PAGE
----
Diverging tracks

30 June 2005

Morning all – or, if not all, Steven. I am one of Open Democracy's team of crack reporters (the one in the tent, by the way) heading for Gleneagles to cover the G8 summit and attendant protests.

Thankfully, I have had no need of dealings with Virgin to set up my trip north. Eschewing the ever-fragrant Branson, I have booked my ticket with the Thin Controller, the famished co-ordinator of Globalise Resistance’s train to Edinburgh. The chartered train will be slow, and, as Network Rail could not guarantee the buffet would be free of Coca-Cola and Nestle products, without refreshment. That, of course, is not a problem – if anything, it will leave less for the Scottish midges to feast upon (and, as several corpulent Ecuadorian mosquitoes will testify, that will be me).

Many of those who take their seat on the train on Friday were in evidence at the London School of Economics on Tuesday. At a Make the G8 History rally, the battle lines for the G8 protests were drawn. Not the battle lines between eight of the world’s best financially endowed leaders and the 5,999,999,992 whose lives their decisions will influence, but between competing visions of how civil society should position itself as it peeks upon the mighty from the long grass of the Gleneagles rough.

There will be myriad camps fashioned in and around Edinburgh, Glasgow and Gleneagles over the coming days. Some are already there – including the Dissent! rural convergence space, a microcosm of a utopian world of autonomous communities. Figuratively, there are two camps, roughly defined as those who think Richard Curtis is a good egg and those who consider him, Bono and Bob Geldof as the spangle veneers for the government’s We Love Africans, We Do PR blitz. At the LSE event, run by War on Want, Red Pepper and the World Development Movement, punters were largely of the latter persuasion. Oxfam, Curtis and the other big cheeses of Make Poverty History had drifted so close to Gordon Brown’s neo-liberal development agenda, they argued, that the movement had ceased to be a cry for justice and become a begging whimper.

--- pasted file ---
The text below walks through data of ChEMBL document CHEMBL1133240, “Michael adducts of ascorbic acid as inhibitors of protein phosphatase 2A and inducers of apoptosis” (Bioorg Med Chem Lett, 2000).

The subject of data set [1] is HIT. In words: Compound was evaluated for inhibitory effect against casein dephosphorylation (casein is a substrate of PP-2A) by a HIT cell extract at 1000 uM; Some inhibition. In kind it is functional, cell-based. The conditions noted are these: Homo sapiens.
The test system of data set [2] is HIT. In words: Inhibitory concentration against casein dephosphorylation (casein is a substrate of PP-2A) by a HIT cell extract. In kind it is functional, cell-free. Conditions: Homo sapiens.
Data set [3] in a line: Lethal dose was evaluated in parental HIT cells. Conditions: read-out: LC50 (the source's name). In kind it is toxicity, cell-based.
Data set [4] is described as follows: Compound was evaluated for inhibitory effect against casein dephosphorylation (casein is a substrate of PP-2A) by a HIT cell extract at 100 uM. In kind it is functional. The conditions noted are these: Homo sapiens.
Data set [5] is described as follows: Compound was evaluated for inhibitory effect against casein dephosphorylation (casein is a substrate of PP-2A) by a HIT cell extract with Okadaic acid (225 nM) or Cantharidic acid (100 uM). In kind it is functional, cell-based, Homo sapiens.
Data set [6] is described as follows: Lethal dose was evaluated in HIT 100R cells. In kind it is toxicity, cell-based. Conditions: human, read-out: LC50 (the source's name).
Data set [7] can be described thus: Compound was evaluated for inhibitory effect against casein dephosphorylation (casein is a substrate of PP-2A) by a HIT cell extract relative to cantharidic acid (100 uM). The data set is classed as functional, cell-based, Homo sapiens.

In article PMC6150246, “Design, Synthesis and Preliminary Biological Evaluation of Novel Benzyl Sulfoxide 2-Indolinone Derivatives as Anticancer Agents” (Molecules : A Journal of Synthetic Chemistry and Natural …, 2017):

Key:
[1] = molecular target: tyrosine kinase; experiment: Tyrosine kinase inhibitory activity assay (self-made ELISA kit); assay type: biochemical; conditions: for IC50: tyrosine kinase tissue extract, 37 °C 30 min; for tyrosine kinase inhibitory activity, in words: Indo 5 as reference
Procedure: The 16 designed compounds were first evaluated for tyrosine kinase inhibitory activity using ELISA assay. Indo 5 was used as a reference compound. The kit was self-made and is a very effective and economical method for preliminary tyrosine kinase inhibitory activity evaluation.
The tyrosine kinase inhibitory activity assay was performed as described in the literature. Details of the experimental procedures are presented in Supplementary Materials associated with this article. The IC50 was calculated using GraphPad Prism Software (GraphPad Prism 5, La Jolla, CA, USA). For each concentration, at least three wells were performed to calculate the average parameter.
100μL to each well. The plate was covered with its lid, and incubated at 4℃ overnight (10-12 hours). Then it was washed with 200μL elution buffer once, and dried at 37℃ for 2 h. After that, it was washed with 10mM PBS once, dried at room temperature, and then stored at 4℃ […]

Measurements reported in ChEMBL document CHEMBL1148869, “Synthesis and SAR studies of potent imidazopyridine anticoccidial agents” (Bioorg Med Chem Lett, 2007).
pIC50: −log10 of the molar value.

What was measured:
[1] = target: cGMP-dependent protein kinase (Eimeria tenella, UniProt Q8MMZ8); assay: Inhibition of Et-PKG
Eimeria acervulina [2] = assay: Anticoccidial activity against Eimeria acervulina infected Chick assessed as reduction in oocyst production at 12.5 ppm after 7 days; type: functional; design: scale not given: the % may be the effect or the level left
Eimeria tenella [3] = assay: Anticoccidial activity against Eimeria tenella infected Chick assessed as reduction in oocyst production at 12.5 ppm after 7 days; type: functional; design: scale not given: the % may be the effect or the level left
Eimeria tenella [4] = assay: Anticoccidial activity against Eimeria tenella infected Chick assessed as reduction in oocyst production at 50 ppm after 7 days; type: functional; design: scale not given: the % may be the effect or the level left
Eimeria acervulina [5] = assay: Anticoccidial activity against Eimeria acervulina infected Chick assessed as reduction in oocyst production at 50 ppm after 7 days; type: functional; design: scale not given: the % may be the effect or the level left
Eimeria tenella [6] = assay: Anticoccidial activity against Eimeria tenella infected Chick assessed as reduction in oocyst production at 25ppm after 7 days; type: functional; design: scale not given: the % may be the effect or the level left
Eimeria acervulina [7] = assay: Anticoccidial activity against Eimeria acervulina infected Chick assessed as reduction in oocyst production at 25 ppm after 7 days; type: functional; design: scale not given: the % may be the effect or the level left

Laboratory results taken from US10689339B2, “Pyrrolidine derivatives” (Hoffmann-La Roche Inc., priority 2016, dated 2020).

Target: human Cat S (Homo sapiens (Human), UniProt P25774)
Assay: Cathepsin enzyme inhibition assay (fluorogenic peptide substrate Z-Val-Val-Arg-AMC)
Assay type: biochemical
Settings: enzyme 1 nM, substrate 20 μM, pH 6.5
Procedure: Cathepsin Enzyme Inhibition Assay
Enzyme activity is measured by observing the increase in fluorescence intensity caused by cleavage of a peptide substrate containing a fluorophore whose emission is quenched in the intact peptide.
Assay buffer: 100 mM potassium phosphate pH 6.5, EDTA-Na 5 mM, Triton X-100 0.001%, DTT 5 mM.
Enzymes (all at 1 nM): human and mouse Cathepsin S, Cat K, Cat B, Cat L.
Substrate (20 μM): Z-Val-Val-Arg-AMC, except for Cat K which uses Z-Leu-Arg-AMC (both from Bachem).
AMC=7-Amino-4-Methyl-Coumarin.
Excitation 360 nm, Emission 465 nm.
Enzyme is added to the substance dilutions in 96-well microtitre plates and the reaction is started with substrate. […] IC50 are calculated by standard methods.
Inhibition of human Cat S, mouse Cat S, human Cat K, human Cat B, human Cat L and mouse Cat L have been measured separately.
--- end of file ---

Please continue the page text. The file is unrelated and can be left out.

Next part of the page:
So, are we to close the Group of Eight down or big it up? Is it the catalyst of hope for the global south or the cat o’ eight tails with which the planet’s poor are gratuitously scourged by the West? Will the feedback from Live 8 drown out the Africans, Latin Americans and Asians who say they are being co-opted in to Make Poverty History and all the conditionality and skewed trade it now appears to endorse? Will Steven escape his Welshian nightmare? We shall see.

Stop the secrecy: Publish the NHS COVID data deals

To: Matt Hancock, Secretary of State for Health and Social Care

We’re calling on you to immediately release details of the secret NHS data deals struck with private companies, to deliver the NHS COVID-19 datastore.

We, the public, deserve to know exactly how our personal information has been traded in this ‘unprecedented’ deal with US tech giants like Google, and firms linked to Donald Trump (Palantir) and Vote Leave (Faculty AI).

The COVID-19 datastore will hold private, personal information about every single one of us who relies on the NHS. We don’t want our personal data falling into the wrong hands.

And we don’t want private companies – many with poor reputations for protecting privacy – using it for their own commercial purposes, or to undermine the NHS.

The datastore could be an important tool in tackling the pandemic. But for it to be a success, the public has to be able to trust it.

Today, we urgently call on you to publish all the data-sharing agreements, data-impact assessments, and details of how the private companies stand to profit from their involvement.

The NHS is a precious public institution. Any involvement from private companies should be open to public scrutiny and debate. We need more transparency during this pandemic – not less.

By adding my name to this campaign, I authorise openDemocracy and Foxglove to keep me updated about their important work.

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